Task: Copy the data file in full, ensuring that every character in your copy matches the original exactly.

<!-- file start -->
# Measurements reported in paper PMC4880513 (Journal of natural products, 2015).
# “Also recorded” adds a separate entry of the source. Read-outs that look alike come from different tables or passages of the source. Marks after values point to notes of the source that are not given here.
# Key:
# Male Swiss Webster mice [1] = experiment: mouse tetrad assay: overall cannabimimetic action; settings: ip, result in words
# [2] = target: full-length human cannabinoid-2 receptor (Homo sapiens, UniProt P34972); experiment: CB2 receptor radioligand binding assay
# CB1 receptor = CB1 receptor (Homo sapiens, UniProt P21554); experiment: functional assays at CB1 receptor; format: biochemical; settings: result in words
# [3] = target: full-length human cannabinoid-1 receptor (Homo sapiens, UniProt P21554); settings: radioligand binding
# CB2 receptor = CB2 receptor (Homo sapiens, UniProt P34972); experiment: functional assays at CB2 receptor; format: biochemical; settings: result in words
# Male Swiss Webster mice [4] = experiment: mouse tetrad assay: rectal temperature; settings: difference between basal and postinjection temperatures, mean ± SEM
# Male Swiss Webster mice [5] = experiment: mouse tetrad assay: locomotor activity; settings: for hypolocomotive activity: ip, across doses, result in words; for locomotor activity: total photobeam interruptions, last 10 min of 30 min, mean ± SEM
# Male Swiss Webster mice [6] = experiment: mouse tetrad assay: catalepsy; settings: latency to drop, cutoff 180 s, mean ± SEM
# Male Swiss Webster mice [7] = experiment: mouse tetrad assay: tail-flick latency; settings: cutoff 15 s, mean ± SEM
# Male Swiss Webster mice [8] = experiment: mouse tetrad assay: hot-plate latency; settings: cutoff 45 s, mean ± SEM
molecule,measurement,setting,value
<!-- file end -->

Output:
# Measurements reported in paper PMC4880513 (Journal of natural products, 2015).
# “Also recorded” adds a separate entry of the source. Read-outs that look alike come from different tables or passages of the source. Marks after values point to notes of the source that are not given here.
# Key:
# Male Swiss Webster mice [1] = experiment: mouse tetrad assay: overall cannabimimetic action; settings: ip, result in words
# [2] = target: full-length human cannabinoid-2 receptor (Homo sapiens, UniProt P34972); experiment: CB2 receptor radioligand binding assay
# CB1 receptor = CB1 receptor (Homo sapiens, UniProt P21554); experiment: functional assays at CB1 receptor; format: biochemical; settings: result in words
# [3] = target: full-length human cannabinoid-1 receptor (Homo sapiens, UniProt P21554); settings: radioligand binding
# CB2 receptor = CB2 receptor (Homo sapiens, UniProt P34972); experiment: functional assays at CB2 receptor; format: biochemical; settings: result in words
# Male Swiss Webster mice [4] = experiment: mouse tetrad assay: rectal temperature; settings: difference between basal and postinjection temperatures, mean ± SEM
# Male Swiss Webster mice [5] = experiment: mouse tetrad assay: locomotor activity; settings: for hypolocomotive activity: ip, across doses, result in words; for locomotor activity: total photobeam interruptions, last 10 min of 30 min, mean ± SEM
# Male Swiss Webster mice [6] = experiment: mouse tetrad assay: catalepsy; settings: latency to drop, cutoff 180 s, mean ± SEM
# Male Swiss Webster mice [7] = experiment: mouse tetrad assay: tail-flick latency; settings: cutoff 15 s, mean ± SEM
# Male Swiss Webster mice [8] = experiment: mouse tetrad assay: hot-plate latency; settings: cutoff 45 s, mean ± SEM
molecule,measurement,setting,value